13 Reasons Why & What Local Schools Are Doing in Response
Everywhere I look, I keep seeing more and more people talking about the show 13 Reasons Why. So much so that I had to watch it to see what all of the argument and controversy was about. This is a very important topic and a conversation that's crucial to teens but local schools are taking action against this show.
Two weeks ago, I blogged how I couldn't take it anymore and I had to know what everyone was talking about. This past weekend, I finally sat down and binged-watched the show. If you're unaware of the storyline, it has to do with a girl who has committed suicide and she left 13 tapes for people to explain what they did to lead her to make that decision, her 13 reasons why.
I understand both sides of the argument whether or not this is appropriate for the age group the book it's originally based on. My opinion is that I feel that this is really heavy material but it's also a very important conversation for parents and their kids to have with each other. Should these kids watch this by themselves? Probably not, but parents, be proactive, introduce this show to your children and watch it as a learning piece for both of you to open that line of communication between each other.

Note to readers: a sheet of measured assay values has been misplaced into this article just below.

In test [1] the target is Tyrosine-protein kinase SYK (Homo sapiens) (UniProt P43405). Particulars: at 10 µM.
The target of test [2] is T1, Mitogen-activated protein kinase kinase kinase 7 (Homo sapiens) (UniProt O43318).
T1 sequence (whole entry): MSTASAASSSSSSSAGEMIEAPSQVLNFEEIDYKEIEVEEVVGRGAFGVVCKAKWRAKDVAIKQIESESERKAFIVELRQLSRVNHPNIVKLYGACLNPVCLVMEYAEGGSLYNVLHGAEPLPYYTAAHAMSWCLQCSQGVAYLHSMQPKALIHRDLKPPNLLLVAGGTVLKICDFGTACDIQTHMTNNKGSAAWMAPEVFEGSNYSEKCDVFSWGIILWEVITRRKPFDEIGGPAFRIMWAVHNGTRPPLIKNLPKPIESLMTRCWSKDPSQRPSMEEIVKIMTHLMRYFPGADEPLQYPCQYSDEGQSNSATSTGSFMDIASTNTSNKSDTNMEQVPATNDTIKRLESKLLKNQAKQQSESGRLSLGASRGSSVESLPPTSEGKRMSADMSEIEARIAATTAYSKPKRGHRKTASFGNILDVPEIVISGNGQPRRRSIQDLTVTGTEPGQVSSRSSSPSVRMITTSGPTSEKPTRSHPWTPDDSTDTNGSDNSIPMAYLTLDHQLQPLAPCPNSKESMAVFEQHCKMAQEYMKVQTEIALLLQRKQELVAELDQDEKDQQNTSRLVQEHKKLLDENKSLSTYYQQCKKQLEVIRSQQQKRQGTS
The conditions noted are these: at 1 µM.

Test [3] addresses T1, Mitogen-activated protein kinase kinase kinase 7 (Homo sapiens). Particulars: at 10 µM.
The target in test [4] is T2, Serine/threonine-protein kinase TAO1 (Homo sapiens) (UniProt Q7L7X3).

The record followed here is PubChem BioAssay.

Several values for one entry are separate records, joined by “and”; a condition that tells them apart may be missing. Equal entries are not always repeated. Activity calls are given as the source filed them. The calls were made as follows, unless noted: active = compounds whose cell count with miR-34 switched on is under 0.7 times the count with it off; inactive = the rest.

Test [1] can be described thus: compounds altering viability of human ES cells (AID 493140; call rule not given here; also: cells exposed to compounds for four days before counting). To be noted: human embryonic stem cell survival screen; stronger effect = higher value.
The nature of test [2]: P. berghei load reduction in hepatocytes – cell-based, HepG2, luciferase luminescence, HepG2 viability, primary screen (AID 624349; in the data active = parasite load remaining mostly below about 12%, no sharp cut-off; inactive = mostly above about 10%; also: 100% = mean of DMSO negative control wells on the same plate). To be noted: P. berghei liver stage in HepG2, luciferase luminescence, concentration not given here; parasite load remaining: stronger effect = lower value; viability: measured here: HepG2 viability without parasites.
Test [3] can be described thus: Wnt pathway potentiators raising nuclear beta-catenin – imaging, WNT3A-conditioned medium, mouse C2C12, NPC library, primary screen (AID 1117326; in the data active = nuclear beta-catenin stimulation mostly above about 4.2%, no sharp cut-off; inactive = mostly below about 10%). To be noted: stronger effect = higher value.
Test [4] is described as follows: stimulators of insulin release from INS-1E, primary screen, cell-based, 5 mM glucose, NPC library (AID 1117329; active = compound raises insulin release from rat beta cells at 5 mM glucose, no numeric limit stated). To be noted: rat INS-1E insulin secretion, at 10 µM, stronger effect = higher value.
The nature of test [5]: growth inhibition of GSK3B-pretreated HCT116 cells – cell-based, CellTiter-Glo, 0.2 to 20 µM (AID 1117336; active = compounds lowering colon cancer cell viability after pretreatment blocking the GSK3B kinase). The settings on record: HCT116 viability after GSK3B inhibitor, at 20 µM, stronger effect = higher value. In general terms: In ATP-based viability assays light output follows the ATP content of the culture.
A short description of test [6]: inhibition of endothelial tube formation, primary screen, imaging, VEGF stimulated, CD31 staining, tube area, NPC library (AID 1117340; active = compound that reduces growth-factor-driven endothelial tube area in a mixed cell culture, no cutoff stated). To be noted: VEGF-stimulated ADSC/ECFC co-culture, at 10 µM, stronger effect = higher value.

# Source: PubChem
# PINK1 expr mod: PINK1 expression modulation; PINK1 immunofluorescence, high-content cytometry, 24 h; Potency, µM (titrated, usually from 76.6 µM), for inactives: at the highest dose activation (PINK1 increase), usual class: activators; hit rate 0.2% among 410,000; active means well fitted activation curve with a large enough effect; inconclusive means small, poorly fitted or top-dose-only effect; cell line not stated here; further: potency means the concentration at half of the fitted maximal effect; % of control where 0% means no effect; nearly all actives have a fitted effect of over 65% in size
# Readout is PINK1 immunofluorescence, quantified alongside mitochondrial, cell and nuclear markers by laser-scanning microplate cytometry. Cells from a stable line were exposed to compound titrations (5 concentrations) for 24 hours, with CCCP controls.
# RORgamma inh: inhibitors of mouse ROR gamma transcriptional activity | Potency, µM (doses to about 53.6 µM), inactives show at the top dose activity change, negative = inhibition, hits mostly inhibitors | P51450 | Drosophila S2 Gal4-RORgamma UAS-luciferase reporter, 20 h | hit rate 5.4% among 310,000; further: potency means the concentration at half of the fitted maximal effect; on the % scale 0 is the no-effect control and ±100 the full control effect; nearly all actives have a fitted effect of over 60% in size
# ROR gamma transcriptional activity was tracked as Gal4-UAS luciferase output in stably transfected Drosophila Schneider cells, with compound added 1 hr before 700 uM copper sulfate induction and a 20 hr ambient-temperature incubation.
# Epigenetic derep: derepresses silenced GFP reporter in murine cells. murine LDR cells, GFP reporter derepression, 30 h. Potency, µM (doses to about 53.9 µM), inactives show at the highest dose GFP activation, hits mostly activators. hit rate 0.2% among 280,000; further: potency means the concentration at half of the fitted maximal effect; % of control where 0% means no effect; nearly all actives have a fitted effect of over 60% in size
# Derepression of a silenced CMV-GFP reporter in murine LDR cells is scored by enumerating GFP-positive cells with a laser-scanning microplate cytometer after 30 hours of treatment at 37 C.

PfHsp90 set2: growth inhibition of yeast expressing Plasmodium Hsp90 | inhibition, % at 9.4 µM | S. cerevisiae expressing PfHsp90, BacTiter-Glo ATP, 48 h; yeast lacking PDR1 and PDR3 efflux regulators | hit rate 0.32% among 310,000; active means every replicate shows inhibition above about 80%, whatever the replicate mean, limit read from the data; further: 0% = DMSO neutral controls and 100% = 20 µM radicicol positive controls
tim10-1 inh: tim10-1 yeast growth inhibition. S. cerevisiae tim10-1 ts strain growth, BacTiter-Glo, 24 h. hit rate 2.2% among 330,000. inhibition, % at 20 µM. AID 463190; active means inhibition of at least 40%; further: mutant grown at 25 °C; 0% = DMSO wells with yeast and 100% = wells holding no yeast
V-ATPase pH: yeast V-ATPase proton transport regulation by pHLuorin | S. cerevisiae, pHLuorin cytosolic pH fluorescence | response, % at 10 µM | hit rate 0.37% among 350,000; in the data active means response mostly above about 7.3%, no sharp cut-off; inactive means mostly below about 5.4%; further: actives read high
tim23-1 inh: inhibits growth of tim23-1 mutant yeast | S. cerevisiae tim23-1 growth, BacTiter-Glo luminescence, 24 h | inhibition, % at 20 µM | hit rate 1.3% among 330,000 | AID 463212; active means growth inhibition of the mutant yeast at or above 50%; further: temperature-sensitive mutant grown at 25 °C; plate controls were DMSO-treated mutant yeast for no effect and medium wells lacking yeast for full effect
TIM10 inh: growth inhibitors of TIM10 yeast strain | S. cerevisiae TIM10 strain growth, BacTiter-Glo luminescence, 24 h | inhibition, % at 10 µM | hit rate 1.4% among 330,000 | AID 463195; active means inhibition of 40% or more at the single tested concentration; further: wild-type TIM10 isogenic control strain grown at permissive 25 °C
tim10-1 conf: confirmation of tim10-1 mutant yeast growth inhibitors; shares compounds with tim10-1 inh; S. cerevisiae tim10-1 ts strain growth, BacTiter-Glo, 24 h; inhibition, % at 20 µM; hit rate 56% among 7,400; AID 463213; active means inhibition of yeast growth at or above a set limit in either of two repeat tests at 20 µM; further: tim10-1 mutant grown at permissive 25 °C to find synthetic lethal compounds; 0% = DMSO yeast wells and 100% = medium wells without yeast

Local school districts have taken notice of this show as well and decided to do something about it. According to CBS 6, school districts in Saratoga County are trying to figure out the best way to approach this show. School counselors in the Ballston Spa school district and Shenendehowa schools are afraid it's sending a wrong message, glorifying the concept instead of explaining it properly. Shenendehowa even send a note home with students warning parents of "copycat suicides." They're not against the show but have a similar outlook on it that I do. Show your kids that there are other options, answer their questions and start that communication. East Greenbush and Brunswick schools are also taking steps to address this issue with students.
The Shenendehowa school district is hosting a panel discussion about suicide prevention on May 23rd at the Central Point Public Library at 6:00PM, open to the public.